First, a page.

Date of Graduation

5-2016

Document Type

Thesis

Degree Name

Master of Education in Teaching English to Speakers of Other Languages (MEd)

Degree Level

Graduate

Department

Curriculum and Instruction

Advisor

Freddie A. Bowles

Committee Member

Felicia Lincoln

Second Committee Member

Lu Yu

Keywords

Education; Grammar teaching; High school students' motivation; Kosovo; Public high schools; Second language methodologies; Teacher's beliefs and practices

Abstract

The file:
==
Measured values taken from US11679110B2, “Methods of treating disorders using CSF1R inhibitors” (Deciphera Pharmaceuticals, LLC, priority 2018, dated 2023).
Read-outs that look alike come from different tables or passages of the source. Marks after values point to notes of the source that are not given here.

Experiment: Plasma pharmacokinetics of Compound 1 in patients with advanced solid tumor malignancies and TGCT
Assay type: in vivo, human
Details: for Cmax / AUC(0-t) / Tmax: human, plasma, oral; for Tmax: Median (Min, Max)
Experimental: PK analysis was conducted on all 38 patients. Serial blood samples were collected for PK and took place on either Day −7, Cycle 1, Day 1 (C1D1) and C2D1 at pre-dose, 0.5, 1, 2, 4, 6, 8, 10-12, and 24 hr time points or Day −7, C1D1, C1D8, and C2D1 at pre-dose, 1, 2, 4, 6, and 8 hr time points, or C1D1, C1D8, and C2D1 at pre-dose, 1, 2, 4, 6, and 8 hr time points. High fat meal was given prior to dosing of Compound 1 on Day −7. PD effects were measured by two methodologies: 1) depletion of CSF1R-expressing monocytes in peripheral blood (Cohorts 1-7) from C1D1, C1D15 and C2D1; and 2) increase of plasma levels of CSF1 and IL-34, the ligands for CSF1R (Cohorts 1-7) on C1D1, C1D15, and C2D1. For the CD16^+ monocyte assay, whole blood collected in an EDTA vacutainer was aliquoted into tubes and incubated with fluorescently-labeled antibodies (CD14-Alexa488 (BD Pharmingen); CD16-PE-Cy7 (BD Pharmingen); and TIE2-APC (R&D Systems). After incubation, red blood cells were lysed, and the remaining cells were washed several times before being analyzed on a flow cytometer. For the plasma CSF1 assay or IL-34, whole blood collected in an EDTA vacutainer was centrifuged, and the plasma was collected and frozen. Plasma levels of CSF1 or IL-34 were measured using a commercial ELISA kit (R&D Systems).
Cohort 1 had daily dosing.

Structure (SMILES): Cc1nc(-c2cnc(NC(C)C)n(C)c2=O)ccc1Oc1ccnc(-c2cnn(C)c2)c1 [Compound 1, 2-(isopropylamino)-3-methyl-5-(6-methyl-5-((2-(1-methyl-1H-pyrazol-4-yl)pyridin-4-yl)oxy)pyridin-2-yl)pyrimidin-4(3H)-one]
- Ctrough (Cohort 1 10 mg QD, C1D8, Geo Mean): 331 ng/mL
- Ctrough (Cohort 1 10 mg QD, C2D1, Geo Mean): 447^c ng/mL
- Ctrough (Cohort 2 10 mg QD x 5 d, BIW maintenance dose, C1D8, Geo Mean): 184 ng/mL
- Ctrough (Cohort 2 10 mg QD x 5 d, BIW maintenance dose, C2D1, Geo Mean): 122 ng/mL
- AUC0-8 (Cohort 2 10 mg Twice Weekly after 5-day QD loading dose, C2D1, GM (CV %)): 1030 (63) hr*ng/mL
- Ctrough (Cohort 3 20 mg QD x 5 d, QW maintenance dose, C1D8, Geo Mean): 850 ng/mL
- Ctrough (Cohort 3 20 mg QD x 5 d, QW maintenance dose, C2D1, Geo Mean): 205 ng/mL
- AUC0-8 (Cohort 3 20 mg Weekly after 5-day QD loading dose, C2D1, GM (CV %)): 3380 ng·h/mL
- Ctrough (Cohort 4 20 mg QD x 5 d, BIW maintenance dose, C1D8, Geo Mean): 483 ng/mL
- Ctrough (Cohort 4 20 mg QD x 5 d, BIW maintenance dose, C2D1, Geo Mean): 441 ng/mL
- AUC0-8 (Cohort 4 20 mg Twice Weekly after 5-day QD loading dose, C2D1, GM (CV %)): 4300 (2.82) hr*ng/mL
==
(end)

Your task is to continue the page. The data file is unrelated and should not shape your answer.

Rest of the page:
Many linguists have tried to answer when and how to teach grammar based on research, as well as whether to teach grammar at all. On the other hand, for many teachers, grammar is the backbone of language learning (Sitorus, 2012). This paper analyzes teachers’ beliefs and practices and their relationship regarding grammar teaching in Kosovo’s public high schools. Teachers’ beliefs are resistant to change (Williams & Burden, 1997); knowing what the majority of teachers in Kosovo believe to be true regarding grammar and language teaching can lead to an update on the curriculum of English Language Teaching programs in order to prevent a formation of beliefs that could negatively impact language teaching. The background of the study includes the importance of grammar on language learning and teaching, the effects of teachers’ beliefs and attitudes in their classrooms, high school students’ motivation for language learning, and a review of language teaching methods and approaches. Information and data were gathered through a survey completed by 48 teachers who teach in public high schools in Kosovo. Language teachers should be aware of the importance that their beliefs play toward the process of language learning. This study found that EFL teachers in public high schools in Kosovo believe that grammar should be taught systematically, explicitly, and inductively, and that the Audio-Lingual is the most pre-dominant EFL method used in public high schools in Kosovo. The study also found that teachers’ beliefs regarding the language of students’ responses affects teachers’ expectations on students’ responses, and that teachers’ beliefs about explicit and implicit instruction have an impact on teachers’ practiced instruction in their classrooms.

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